Tips for Growing Arugula Plants

Overview and description:

Arugula is a fast growing, cool green season. Perfect for early spring gardens and great for extending the season to fall.

Arugula goes by many common names that apply to about 20 green species.

Almost all of them belong to the Brassicaceae or stalk crops .

The two types most commonly grown for culinary purposes are’Wild Arugula’ ( Diplotaxisx ), spicy, versatile and tamer version of’Cultivated Arugula’ ( Eruca vesicaria ).

The cultivated arugula has white flowers and oval leaves, often with wavy serrations.

Wild arugula has yellow flowers and smooth or serrated leaves. It is heat-resistant, with a stronger smell and stronger scent than cultivated rockets.

There are several types of the genus Diplotaxis. It is labeled Wild Rocket, Wall Rocket, Rucola Selvatica or Arugula Sylvetta.

Two of the most commonly bred wild allows are:

  1. Diplotaxisx tenuifolia -very strong, smooth green with badly serrated teeth.
  2. Diplotaxisx integrifolia -Traditional Italian, also known as’Olive Leaf’. It has a smooth, elongated, pale green leaf and a less spicy taste.

Arugula is one of the vegetables that people like or hate. It tends to smell and taste musky, which can smoke some people while others find a very refreshing bite pepper.

If you don’t like Arugula, don’t think it’s bad. You are in a good company.

Julia Child hated it.


As long as the temperature stays cool, the whole sun is the best exposure.

Arugula is annual . When the temperature rises,it encourages germination within the seed.

Mature plant size

Height: 6 to 12 inches (flower stems can reach 2 to 3 feet) Spread: 12 to 18 inches


You can start harvesting Seedlings after  21 days. For large heads, most varieties take about 40 days .

Growth tips

Soil: pH of neutral soil between 6.0 and 6.8

. But Arugula will grow almost anywhere.

Arugula grows quickly, in soils rich in organic matter,which will help it produce many leaves.

Sowing : You can find seedlings of arugula, but it usually starts from the seeds.

You can start seeding indoors 4-6 weeks before the last frost day, but arugula seeds can handle chilly soil, and you need to wait for seeds 1-2 weeks before the last frost day .

You can begin a new batch every two weeks to extend the harvest period and take advantage of the short season.

You can also grow this plant as a microgreen see out other post dedicated to microgreens..

Gardeners above USDA Zones 8 will have better luck with sowing autumn plants for winter sowing.

Even a seasonal gardener can start late summer seeds and harvest them until frost.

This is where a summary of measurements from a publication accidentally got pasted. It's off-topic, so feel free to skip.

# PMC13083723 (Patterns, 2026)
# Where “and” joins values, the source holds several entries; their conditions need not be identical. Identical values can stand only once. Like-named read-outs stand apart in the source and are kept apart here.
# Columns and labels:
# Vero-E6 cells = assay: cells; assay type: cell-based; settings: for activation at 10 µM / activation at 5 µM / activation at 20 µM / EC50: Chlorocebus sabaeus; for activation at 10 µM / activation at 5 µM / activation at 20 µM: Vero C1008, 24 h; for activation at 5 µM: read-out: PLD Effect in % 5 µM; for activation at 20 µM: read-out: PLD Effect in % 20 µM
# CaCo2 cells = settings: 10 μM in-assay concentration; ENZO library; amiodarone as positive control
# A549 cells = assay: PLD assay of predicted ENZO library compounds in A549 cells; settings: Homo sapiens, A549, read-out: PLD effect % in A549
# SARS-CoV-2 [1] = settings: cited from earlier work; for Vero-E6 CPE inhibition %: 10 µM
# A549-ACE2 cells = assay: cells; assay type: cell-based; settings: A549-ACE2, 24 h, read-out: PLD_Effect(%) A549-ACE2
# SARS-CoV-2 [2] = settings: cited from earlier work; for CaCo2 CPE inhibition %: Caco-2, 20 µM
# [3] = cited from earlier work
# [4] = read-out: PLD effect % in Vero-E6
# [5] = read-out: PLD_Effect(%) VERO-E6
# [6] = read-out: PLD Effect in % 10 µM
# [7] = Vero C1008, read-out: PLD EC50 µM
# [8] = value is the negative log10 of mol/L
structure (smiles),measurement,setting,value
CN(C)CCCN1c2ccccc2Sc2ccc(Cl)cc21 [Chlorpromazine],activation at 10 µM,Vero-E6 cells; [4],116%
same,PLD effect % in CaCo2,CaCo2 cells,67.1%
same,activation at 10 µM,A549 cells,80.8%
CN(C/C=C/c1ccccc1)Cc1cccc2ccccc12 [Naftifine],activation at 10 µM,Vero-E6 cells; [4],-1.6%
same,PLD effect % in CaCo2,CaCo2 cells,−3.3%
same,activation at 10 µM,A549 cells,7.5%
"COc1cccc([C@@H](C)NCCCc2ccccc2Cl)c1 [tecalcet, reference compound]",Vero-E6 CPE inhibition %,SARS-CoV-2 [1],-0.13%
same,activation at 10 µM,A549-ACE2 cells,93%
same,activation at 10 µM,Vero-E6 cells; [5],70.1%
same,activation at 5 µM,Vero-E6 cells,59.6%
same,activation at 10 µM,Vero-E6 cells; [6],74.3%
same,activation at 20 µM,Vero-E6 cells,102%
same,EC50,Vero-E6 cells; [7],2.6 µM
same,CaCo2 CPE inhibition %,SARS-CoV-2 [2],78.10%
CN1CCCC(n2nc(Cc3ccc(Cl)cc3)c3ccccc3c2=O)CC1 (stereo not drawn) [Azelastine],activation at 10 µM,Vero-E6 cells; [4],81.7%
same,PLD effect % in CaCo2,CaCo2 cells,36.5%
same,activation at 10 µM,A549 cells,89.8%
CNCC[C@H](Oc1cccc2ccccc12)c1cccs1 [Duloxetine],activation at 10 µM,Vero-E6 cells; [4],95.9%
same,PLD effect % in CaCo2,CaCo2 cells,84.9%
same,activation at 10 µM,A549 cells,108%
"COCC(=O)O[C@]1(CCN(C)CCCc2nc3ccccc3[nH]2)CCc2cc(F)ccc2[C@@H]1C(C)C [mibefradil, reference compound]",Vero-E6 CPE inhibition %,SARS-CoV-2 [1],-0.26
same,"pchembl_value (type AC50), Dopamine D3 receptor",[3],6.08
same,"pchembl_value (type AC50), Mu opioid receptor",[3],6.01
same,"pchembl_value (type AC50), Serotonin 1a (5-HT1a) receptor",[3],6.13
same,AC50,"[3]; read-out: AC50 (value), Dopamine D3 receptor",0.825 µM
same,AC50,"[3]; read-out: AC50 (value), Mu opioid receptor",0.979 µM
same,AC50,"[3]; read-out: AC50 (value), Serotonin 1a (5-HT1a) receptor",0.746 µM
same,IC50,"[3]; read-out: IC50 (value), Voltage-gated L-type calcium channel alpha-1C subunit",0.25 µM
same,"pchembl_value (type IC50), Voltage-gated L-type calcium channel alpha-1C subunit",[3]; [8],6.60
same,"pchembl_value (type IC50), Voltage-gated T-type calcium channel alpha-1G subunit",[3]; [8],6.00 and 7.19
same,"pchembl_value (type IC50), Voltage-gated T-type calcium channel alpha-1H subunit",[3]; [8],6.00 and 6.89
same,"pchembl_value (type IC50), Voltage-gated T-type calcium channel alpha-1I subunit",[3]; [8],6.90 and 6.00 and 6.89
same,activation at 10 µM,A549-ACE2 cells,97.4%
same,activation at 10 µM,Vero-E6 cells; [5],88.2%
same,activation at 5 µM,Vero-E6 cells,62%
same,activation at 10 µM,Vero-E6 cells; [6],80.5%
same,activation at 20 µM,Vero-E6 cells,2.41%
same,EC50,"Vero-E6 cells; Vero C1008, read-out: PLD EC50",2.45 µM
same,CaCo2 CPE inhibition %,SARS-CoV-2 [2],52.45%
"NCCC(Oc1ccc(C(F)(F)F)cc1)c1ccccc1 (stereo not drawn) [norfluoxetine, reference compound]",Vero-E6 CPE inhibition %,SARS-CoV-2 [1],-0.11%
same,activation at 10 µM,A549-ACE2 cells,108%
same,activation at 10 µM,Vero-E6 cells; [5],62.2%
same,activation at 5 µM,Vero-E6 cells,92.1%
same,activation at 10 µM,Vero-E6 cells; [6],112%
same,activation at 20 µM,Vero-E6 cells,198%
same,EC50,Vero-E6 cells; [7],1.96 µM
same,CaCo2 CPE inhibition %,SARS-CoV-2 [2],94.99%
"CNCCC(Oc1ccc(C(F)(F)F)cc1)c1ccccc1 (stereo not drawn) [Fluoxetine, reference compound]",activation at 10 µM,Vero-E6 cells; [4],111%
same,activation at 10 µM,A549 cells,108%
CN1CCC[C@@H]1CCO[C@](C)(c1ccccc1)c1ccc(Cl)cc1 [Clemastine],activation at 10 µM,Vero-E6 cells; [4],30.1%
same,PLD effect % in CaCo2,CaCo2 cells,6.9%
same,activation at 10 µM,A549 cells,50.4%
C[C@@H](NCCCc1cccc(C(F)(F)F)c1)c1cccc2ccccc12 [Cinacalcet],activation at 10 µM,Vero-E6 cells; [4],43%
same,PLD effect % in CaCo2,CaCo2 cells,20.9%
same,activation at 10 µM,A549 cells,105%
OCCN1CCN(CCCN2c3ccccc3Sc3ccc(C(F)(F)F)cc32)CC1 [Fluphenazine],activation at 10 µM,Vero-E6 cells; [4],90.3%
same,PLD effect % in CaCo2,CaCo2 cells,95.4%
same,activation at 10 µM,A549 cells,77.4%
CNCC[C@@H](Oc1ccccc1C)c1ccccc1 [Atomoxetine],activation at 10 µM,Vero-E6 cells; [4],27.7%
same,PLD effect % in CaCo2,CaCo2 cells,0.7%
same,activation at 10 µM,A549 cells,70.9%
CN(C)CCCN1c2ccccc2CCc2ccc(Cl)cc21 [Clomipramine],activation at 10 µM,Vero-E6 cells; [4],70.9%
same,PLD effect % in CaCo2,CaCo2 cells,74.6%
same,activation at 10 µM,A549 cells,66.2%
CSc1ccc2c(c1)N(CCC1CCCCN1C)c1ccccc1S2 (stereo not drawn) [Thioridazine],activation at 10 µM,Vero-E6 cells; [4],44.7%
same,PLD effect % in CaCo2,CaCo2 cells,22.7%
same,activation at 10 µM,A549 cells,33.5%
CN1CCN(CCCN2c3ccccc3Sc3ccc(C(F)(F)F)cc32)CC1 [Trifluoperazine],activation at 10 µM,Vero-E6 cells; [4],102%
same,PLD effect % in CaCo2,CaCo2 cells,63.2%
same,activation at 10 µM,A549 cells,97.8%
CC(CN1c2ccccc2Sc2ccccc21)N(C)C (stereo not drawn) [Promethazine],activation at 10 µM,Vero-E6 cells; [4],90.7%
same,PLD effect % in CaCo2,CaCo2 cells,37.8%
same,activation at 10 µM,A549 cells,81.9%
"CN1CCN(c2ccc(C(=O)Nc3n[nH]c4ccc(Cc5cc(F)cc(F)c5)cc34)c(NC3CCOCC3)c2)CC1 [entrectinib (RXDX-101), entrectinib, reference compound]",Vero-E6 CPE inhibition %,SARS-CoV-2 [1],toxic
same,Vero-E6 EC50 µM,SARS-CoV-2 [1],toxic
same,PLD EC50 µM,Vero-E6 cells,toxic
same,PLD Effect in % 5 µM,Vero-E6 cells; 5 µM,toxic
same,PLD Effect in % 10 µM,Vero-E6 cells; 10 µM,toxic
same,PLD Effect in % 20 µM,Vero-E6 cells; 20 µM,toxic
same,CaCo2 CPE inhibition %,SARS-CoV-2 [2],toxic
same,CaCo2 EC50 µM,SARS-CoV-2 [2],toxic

The seeds are small, so they should barely be covered with dirt. Sprinkle them on dilute soil or potting mix and press firmly. Then apply more dirt to keep it moist.

They need to germinate within 2 weeks.

Arugula has a shallow root and is good choice for growing in containers .

You have better control over the sun exposure in the container, but it dries out faster.


The biggest maintenance task is to keep your arugula well watered.

Regular watering prevents plants from breaking down too quickly.

If you are surprised by a sudden heat wave, try to shade the plant .

Later, plants can be planted in the shade of taller plants, such as tomatoes and beans.

Many arugula varieties are self-sterile and require insects for cross pollination.

They do not cross with other varieties so you can save the seeds for planting next season.

Pests and problems

Being Brassica, arugula has a number of pests that love it.

Luckily it has a short growing season

Slugs cause the most damage in the garden, but you need to look for eggs from cabbage worms, cabbage loopers, diamondback moths, aphids and flea beetles.

Harvest and use

Young leaves can start harvesting about 3 inches long.

Harvest a few outer leaves and cut them again to make them diverse and allow the rose to continue growing.

Mature plants can be harvested just above the soil line. Depending on the weather, you can refill and refill the sprout.

Once a plant sends a flower stalk, the leaves tend to be bitter.

Don’t be too fast to get the plant out. Flowers pack a lot of fragrance without the heat of the leaves.

Young leaves are very tender and eat well fresh in salads or sandwiches

. Old leaves are also very fresh, making them a good addition to stir-fries, egg dishes or soups.

Fragile flowers can be thrown over salads or soups, sprinkled on sandwiches or added to drinks.

Proposed varieties


  • ‘Astro II’-another mild arugula that matures early. (35 to 38 days)
  • Olive Leaf aka’Rucola Selvatica Foglia Di Oliva-wild Italian food. It has an intense taste, but it is not overpowering. (45-50 days)
  • ‘Sylvetta’ -has narrow, spicy leaves. Volt slowly. (45-50 days)


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